The load will increase from 40.1% to 46.6% for large producers. With the funds, the Government of Gabriel Boric hopes to distribute the funds in all regions.
Santiago – The Chilean Congress yesterday approved an increase in the specific tax on large copper and lithium mining, with which it seeks to generate additional resources for social projects in the country, the world’s leading producer of the red metal. The initiative will generate an additional 1.5 billion dollars for the Chilean State, a third of which will be distributed among all the regions of the country.
“This is a project that will allow the State to increase its participation in the economic rents from copper mining,” Finance Minister Mario Marcel said after the vote.
The increase in the special exploitation tax will “allow the distribution of a third of these resources to all regions of the country, to the mining communes most affected by mining activity in their territories and to 302 communes that are those with the fewest resources,” added the Minister.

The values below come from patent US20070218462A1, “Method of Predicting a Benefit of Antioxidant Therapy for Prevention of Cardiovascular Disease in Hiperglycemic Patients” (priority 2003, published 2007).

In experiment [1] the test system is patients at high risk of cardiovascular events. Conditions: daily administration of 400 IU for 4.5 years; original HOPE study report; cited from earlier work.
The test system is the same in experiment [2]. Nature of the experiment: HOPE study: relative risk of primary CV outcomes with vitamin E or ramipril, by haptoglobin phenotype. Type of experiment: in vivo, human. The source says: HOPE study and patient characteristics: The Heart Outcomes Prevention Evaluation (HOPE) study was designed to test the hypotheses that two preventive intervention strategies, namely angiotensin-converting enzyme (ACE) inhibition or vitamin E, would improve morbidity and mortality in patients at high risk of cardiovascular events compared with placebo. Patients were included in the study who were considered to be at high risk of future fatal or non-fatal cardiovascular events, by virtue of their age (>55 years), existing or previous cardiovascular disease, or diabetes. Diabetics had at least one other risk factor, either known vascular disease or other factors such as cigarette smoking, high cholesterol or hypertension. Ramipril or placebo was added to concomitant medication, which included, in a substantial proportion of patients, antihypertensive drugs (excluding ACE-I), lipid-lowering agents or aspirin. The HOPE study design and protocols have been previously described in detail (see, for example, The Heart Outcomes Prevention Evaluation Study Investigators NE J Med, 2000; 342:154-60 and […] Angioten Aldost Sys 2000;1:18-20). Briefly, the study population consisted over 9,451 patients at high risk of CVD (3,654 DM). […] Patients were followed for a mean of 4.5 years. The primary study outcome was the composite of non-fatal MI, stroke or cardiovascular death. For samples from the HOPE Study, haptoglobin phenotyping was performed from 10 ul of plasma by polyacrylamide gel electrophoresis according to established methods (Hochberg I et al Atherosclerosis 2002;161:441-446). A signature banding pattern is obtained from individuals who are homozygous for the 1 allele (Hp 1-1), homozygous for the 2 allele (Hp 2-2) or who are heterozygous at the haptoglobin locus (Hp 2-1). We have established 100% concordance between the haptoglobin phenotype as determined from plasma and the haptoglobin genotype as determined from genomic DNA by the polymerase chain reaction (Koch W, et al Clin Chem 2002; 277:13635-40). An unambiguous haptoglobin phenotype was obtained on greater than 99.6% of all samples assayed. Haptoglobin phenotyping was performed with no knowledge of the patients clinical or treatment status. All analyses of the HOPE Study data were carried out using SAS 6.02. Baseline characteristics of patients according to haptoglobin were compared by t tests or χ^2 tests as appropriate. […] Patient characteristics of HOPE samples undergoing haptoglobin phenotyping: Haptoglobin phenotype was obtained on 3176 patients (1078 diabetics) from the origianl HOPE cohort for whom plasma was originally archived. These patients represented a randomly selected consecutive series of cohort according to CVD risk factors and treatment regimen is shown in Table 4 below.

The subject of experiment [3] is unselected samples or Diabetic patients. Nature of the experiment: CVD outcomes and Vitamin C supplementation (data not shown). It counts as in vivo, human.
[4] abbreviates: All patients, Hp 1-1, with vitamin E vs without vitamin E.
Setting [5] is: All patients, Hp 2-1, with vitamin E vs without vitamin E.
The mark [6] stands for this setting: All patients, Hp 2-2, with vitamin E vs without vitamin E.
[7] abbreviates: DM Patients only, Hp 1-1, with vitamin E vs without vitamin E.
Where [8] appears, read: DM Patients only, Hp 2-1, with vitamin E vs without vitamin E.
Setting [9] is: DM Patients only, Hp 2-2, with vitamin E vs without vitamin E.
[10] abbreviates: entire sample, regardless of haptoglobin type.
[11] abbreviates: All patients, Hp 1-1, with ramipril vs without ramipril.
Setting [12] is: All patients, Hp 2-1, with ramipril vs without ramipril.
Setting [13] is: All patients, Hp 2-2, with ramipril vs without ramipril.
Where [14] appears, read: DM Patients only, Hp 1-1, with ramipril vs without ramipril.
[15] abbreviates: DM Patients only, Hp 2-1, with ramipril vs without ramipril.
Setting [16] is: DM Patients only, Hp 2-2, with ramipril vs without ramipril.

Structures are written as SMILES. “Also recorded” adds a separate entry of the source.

With an annual production of 5.6 million tons, equivalent to about a quarter of the global supply, Chile is the main copper producer. Mining giants such as the Anglo-Australian BHP and the British Anglo American operate in the country, as well as the state-owned Codelco.
The initiative was approved by 101 votes in favor, 24 against and three abstentions in the Chamber of Deputies, which in a special session yesterday reviewed the amendments entered into the bill in the Senate, in the last legislative process before it is promulgated.
The new law impacts large copper mining, by excluding companies that produce less than 50,000 metric tons of fine copper (TMCF) per year.
For those that produce an equal or greater quantity, it introduces the payment of an ‘ad valorem’ tax (according to the value of a good) of 1% on sales, as well as the payment of rates of between 8% and 26% on the mining operating income.
A maximum tax burden of 45.5% is established for companies with a production of less than 80,000 TMCF and 46.5% for the rest.
According to the Chilean government, the law leaves the country’s average effective tax burden at 40.1%, “below that of other copper-producing countries,” such as Peru, which has 41.4%, and Australia, with 42, 3%. Currently, the rate in Chile is 35.5%.